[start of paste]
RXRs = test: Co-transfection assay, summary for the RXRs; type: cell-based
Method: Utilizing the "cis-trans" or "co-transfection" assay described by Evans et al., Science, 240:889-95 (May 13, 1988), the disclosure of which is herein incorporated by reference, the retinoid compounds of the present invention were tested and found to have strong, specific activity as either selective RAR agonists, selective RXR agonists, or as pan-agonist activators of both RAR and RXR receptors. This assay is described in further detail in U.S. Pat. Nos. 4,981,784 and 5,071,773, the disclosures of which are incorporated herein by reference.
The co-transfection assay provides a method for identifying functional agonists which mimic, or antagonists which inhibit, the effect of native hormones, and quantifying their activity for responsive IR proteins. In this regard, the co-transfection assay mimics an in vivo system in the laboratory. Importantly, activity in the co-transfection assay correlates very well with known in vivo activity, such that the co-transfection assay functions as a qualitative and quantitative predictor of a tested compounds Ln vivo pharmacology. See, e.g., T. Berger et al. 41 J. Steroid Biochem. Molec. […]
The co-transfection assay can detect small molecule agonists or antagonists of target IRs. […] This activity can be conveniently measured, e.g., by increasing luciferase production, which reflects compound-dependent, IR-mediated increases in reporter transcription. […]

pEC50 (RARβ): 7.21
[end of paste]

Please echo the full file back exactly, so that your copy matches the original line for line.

RXRs = test: Co-transfection assay, summary for the RXRs; type: cell-based
Method: Utilizing the "cis-trans" or "co-transfection" assay described by Evans et al., Science, 240:889-95 (May 13, 1988), the disclosure of which is herein incorporated by reference, the retinoid compounds of the present invention were tested and found to have strong, specific activity as either selective RAR agonists, selective RXR agonists, or as pan-agonist activators of both RAR and RXR receptors. This assay is described in further detail in U.S. Pat. Nos. 4,981,784 and 5,071,773, the disclosures of which are incorporated herein by reference.
The co-transfection assay provides a method for identifying functional agonists which mimic, or antagonists which inhibit, the effect of native hormones, and quantifying their activity for responsive IR proteins. In this regard, the co-transfection assay mimics an in vivo system in the laboratory. Importantly, activity in the co-transfection assay correlates very well with known in vivo activity, such that the co-transfection assay functions as a qualitative and quantitative predictor of a tested compounds Ln vivo pharmacology. See, e.g., T. Berger et al. 41 J. Steroid Biochem. Molec. […]
The co-transfection assay can detect small molecule agonists or antagonists of target IRs. […] This activity can be conveniently measured, e.g., by increasing luciferase production, which reflects compound-dependent, IR-mediated increases in reporter transcription. […]

pEC50 (RARβ): 7.21